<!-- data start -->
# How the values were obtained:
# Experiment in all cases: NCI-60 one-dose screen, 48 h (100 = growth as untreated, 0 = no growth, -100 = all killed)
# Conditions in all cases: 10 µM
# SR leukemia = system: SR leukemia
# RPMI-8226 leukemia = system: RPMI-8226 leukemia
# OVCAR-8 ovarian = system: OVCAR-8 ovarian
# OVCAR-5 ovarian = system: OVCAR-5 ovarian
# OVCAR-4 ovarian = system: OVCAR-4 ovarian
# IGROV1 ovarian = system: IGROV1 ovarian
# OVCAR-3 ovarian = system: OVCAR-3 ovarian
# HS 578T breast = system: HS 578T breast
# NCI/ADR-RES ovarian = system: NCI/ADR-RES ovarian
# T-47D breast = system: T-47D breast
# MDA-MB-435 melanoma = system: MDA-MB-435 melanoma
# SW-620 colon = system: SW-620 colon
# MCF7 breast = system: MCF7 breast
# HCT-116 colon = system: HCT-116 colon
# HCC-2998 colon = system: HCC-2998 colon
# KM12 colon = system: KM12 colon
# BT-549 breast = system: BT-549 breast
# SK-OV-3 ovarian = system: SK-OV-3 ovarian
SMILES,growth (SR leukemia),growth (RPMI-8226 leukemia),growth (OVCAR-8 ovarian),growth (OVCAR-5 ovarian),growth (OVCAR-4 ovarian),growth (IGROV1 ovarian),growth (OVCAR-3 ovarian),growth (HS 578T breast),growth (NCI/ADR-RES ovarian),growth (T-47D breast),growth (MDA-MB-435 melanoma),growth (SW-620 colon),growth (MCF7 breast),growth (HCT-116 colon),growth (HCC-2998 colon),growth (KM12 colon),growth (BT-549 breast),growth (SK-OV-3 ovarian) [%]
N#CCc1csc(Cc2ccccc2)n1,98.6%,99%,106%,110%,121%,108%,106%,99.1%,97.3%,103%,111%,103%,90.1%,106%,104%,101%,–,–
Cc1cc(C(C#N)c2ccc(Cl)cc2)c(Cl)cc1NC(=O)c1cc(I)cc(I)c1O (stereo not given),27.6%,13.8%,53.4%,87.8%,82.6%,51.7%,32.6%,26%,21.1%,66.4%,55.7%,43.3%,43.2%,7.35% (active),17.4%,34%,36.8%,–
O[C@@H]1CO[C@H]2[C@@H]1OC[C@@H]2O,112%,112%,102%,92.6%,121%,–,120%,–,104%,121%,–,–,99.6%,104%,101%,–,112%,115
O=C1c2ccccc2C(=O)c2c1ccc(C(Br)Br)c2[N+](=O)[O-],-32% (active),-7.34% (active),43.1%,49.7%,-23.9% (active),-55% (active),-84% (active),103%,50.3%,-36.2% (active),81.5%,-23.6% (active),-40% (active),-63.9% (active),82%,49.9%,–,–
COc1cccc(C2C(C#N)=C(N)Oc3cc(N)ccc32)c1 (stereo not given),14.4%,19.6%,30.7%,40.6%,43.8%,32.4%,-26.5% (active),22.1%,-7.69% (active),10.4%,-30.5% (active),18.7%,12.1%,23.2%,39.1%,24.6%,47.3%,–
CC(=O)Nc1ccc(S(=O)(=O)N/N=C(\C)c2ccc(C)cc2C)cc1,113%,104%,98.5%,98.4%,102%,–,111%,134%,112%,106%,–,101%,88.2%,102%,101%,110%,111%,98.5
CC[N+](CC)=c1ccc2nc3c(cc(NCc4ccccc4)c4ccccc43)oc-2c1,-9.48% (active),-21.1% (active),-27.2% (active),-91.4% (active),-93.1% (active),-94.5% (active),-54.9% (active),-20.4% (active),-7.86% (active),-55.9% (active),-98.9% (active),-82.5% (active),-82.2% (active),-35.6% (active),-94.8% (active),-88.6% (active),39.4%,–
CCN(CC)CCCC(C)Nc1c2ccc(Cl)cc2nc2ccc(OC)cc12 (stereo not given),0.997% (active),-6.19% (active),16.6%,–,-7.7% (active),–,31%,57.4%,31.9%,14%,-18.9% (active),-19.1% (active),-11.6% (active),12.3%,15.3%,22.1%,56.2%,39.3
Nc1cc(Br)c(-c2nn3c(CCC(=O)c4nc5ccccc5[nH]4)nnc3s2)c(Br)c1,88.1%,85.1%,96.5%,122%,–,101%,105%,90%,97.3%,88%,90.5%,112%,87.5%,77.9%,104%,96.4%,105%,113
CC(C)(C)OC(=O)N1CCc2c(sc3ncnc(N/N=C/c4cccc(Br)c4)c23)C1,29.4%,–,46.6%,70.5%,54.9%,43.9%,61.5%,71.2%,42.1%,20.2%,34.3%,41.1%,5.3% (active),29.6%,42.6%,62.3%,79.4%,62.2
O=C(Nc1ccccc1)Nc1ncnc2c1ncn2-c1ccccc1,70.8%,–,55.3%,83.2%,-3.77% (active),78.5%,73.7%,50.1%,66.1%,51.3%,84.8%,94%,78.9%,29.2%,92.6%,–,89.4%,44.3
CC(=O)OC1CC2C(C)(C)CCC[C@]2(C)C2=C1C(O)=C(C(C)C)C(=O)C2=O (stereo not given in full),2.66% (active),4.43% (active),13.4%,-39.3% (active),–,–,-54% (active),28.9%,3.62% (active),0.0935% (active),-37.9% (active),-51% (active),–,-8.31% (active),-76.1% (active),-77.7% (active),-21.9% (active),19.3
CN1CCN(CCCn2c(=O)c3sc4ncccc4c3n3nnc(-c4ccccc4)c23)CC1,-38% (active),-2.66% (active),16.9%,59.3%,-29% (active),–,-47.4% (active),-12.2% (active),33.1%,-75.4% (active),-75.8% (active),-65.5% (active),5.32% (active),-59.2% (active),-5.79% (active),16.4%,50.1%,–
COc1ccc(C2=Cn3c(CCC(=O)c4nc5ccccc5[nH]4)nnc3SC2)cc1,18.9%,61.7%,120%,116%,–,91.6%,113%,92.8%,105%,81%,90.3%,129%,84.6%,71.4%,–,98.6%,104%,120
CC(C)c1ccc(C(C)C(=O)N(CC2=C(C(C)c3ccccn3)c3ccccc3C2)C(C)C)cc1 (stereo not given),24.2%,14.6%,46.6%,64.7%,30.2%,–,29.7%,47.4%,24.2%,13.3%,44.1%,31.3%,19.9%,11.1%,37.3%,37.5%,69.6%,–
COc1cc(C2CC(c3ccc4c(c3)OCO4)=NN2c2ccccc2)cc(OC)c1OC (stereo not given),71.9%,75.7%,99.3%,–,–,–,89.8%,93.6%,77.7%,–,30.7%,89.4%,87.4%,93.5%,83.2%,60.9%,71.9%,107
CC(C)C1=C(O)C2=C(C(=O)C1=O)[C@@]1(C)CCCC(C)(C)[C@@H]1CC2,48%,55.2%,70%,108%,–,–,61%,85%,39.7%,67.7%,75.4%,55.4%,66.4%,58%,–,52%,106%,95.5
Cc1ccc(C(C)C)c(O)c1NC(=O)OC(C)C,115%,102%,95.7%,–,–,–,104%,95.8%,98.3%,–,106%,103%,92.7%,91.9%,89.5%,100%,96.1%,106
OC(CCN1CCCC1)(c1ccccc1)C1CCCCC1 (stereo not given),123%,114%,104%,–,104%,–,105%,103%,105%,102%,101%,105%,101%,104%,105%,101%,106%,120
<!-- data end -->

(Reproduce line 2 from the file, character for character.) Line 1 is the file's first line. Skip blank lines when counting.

# Experiment in all cases: NCI-60 one-dose screen, 48 h (100 = growth as untreated, 0 = no growth, -100 = all killed)